For me it was Santa Claus, then the Easter Bunny and then the Tooth Fairy. Their reality and disappearances were accompanied by the most unusual stories that I believed because Mother and Daddy said so. Santa Clause eventually morphed into the “spirit of giving” and remains that in my heart even today. As I grew spiritually I found new joy during this season anticipating and celebrating the birth of “Mary’s Baby Boy”, Jesus.
The Easter Bunny became a festive sugary centerpiece on the dining room table during the most spiritual Christian season of the year. I’m not sure what happened to the Tooth Fairy. Nevertheless, they all served a purpose and had a value that I didn’t fully appreciate until I became a parent myself.
I guess the most important truth that Mother and Daddy taught me that I tarnished and vilified was what most people call The Golden Rule. The Golden Rule is a rule of ethical conduct, usually phrased “Do unto others as you would have them do unto you,” or, as in the Sermon on the Mount, “Whatsoever ye would that men should do to you, do ye even so unto them.” Matt. 7:12; Luke 6:31.
When I became grown (twelve years old), I broke the Golden Rule big time. I ignored what Mother and Daddy had been teaching me my entire life. I allowed preteen peer pressure to dictate who I liked, disliked, who I invited to my parties or not and who I gossiped about and what I said. The only way I can explain and not excuse my bad behavior is by calling it growing pains. I forgave my youthful foolishness with a promise to love and not hate; share and not be selfish and comfort and not victimize forever more.
So how did our society’s young people get from breaking the Golden Rule with naughty gossip and closed parties to “bullying” as the most common form of violence in the United States? The truth of what childhood is supposed to be has been forever tarnished. Consider this:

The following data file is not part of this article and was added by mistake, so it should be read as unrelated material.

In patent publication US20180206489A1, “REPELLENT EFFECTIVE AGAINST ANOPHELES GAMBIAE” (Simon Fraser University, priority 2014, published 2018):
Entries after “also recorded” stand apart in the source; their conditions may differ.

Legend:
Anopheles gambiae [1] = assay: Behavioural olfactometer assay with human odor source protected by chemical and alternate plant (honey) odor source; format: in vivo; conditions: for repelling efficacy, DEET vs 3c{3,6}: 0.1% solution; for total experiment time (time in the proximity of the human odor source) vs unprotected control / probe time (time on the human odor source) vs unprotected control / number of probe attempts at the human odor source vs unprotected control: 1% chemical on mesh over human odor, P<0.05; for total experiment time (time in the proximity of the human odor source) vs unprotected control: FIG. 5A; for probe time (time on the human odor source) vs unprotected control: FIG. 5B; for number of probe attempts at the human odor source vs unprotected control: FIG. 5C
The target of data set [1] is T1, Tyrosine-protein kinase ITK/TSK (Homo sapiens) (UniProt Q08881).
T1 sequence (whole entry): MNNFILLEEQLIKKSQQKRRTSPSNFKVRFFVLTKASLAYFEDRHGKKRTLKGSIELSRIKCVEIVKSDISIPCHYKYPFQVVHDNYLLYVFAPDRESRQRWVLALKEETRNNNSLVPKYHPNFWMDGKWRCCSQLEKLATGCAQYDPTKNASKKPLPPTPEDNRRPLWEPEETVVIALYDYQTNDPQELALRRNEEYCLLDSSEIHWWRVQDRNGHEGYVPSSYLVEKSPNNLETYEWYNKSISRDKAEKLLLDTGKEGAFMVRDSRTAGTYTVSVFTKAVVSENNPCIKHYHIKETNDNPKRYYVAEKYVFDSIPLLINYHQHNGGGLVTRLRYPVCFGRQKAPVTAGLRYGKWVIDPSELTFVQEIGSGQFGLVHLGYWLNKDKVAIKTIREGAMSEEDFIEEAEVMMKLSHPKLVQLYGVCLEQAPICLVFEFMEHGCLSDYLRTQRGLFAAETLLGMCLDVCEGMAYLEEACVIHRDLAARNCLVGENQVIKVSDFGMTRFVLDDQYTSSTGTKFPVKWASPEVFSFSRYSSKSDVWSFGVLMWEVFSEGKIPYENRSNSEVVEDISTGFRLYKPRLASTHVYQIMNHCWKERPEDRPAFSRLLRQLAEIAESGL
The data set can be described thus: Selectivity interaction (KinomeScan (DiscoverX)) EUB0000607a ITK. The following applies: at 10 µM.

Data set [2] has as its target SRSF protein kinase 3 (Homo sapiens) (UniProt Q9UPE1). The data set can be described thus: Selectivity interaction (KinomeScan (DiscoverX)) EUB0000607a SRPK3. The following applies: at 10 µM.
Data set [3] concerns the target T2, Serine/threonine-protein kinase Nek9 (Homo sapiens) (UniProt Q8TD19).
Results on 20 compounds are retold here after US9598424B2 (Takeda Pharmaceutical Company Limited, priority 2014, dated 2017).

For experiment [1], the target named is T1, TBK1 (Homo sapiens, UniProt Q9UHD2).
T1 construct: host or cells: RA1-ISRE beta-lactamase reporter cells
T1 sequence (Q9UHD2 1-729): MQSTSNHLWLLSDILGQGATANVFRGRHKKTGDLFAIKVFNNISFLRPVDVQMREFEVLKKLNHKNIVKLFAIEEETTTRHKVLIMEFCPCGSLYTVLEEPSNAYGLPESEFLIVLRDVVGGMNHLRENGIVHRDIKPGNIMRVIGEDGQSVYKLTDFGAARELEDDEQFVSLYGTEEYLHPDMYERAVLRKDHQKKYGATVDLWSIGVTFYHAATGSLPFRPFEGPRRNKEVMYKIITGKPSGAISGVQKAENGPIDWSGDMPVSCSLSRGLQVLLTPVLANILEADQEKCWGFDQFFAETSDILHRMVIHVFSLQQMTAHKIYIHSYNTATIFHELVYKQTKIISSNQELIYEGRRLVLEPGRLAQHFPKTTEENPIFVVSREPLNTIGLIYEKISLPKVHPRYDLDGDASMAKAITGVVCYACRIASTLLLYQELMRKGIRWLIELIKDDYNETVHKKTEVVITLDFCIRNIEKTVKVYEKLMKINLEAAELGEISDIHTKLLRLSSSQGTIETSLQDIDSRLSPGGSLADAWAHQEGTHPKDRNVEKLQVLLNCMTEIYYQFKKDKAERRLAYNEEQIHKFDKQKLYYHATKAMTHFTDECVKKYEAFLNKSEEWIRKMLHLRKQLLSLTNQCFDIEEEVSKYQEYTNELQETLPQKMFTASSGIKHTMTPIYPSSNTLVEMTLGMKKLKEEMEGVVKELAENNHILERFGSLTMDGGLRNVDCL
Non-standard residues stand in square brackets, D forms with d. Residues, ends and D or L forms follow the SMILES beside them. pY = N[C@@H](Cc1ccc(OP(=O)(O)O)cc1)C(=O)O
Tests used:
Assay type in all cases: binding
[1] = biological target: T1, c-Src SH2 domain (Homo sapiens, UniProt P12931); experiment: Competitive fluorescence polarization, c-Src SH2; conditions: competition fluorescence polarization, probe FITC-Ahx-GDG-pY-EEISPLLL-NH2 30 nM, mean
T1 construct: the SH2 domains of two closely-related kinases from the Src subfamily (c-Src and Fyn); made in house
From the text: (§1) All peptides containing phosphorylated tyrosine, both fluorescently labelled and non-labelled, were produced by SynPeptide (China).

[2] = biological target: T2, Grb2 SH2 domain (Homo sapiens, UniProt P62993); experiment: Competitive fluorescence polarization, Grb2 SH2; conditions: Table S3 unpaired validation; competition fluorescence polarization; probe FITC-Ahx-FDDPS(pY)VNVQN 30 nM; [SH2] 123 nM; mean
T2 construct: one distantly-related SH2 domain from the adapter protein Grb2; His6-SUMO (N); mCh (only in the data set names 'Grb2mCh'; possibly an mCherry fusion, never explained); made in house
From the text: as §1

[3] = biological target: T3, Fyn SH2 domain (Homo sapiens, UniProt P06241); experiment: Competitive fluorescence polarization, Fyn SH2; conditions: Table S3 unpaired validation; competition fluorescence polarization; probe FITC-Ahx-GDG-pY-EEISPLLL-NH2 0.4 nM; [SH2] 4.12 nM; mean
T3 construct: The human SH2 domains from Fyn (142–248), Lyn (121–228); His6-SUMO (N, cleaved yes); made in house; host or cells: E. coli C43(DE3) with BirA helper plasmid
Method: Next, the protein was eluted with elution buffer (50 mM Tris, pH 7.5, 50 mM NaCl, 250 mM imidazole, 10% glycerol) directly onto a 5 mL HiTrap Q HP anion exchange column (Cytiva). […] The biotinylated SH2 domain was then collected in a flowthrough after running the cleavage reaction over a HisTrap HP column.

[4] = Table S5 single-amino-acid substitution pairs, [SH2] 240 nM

- American schools hold 2.1 million bullies and 2.7 million of their victims.
- One in seven students from grades K-12 is either bullies or victims of bullying.
- Nearly one-fourth of students from elementary through high school have reported that they have been harassed or bullied at school because of their race, ethnicity, gender, religion, sexual orientation or disability.
- Eighty-six percent of LGBT students said that they have experienced harassment in school.
- An estimated 160,000 children miss school every day because they fear attack or intimidation by bullies.
- Harassment and bullying have been linked to 75 percent of school-shooting incidents.
- Fifty-four percent of students reported that witnessing physical abuse at home can lead to school violence.
- Each month, 282,000 students report being attacked in high schools throughout the nation.
- Victims of bullying are 2 to 9 times more likely to consider suicide than students who are not bullied.
- More than two-thirds of students believe that schools respond poorly to bullying and that adult help is infrequent and ineffective.
These young people are our legacy to the world. How do we eliminate both the label “bully” and the associated behavior?
I invite you to join the conversation. Our country is desperately looking for successful solutions. You may just have the answer. I love connecting with you!
 https://www.dosomething.org/facts/11-facts-about-bullyingUntil next time, remember,
You are not alone.
You are not your circumstances.
You have everything within you to live a purpose-filled life.